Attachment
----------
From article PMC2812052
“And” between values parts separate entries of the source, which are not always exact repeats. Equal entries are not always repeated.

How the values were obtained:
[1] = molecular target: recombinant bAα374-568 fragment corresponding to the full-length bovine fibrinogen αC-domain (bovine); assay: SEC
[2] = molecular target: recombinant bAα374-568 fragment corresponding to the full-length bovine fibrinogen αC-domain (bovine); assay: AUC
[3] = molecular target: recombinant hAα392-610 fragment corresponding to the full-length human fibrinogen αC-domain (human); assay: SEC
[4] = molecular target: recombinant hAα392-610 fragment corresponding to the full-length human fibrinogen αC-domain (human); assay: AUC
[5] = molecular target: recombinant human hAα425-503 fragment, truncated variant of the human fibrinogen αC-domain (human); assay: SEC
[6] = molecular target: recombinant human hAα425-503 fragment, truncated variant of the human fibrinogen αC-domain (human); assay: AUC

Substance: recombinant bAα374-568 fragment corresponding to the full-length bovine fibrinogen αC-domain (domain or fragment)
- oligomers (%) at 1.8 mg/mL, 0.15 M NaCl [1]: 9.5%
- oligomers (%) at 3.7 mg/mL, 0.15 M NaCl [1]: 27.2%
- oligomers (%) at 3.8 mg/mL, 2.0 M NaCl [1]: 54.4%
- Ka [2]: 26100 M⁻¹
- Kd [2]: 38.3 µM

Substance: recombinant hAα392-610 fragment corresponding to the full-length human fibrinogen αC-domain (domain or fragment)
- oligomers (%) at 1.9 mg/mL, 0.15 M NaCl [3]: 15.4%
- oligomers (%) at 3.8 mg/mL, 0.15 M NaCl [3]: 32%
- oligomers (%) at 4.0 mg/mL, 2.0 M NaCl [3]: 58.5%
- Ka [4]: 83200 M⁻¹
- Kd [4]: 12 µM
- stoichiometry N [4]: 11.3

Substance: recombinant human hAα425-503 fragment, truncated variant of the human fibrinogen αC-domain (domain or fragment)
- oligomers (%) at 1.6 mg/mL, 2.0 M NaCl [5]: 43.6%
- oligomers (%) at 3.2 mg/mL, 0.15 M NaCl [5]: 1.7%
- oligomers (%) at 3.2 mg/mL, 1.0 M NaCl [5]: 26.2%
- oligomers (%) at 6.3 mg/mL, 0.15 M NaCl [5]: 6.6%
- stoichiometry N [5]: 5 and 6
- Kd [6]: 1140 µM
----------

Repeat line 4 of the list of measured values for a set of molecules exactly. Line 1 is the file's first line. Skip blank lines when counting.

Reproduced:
[1] = molecular target: recombinant bAα374-568 fragment corresponding to the full-length bovine fibrinogen αC-domain (bovine); assay: SEC